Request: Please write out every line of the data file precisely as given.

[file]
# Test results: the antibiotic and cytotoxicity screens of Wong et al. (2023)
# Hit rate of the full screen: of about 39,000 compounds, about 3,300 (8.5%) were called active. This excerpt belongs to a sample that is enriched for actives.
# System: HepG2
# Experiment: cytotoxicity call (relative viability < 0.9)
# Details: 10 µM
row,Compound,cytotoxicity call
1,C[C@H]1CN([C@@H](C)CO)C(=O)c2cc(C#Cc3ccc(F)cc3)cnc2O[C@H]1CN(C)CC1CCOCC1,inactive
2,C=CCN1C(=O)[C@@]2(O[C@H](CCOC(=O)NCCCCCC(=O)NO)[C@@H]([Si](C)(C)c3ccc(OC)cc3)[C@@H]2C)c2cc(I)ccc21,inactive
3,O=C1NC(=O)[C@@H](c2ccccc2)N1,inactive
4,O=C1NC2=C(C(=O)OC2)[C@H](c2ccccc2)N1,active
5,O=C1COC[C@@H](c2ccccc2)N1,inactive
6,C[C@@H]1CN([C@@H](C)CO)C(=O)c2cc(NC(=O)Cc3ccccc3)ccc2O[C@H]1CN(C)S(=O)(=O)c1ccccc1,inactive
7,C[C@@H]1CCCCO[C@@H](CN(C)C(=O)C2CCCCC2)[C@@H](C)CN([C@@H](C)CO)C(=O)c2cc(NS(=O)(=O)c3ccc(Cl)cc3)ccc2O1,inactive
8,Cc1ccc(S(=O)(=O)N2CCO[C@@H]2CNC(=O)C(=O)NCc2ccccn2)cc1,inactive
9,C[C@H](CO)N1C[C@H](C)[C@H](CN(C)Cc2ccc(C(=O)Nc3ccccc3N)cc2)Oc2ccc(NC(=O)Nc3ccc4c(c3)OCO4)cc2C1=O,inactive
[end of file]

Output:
# Test results: the antibiotic and cytotoxicity screens of Wong et al. (2023)
# Hit rate of the full screen: of about 39,000 compounds, about 3,300 (8.5%) were called active. This excerpt belongs to a sample that is enriched for actives.
# System: HepG2
# Experiment: cytotoxicity call (relative viability < 0.9)
# Details: 10 µM
row,Compound,cytotoxicity call
1,C[C@H]1CN([C@@H](C)CO)C(=O)c2cc(C#Cc3ccc(F)cc3)cnc2O[C@H]1CN(C)CC1CCOCC1,inactive
2,C=CCN1C(=O)[C@@]2(O[C@H](CCOC(=O)NCCCCCC(=O)NO)[C@@H]([Si](C)(C)c3ccc(OC)cc3)[C@@H]2C)c2cc(I)ccc21,inactive
3,O=C1NC(=O)[C@@H](c2ccccc2)N1,inactive
4,O=C1NC2=C(C(=O)OC2)[C@H](c2ccccc2)N1,active
5,O=C1COC[C@@H](c2ccccc2)N1,inactive
6,C[C@@H]1CN([C@@H](C)CO)C(=O)c2cc(NC(=O)Cc3ccccc3)ccc2O[C@H]1CN(C)S(=O)(=O)c1ccccc1,inactive
7,C[C@@H]1CCCCO[C@@H](CN(C)C(=O)C2CCCCC2)[C@@H](C)CN([C@@H](C)CO)C(=O)c2cc(NS(=O)(=O)c3ccc(Cl)cc3)ccc2O1,inactive
8,Cc1ccc(S(=O)(=O)N2CCO[C@@H]2CNC(=O)C(=O)NCc2ccccn2)cc1,inactive
9,C[C@H](CO)N1C[C@H](C)[C@H](CN(C)Cc2ccc(C(=O)Nc3ccccc3N)cc2)Oc2ccc(NC(=O)Nc3ccc4c(c3)OCO4)cc2C1=O,inactive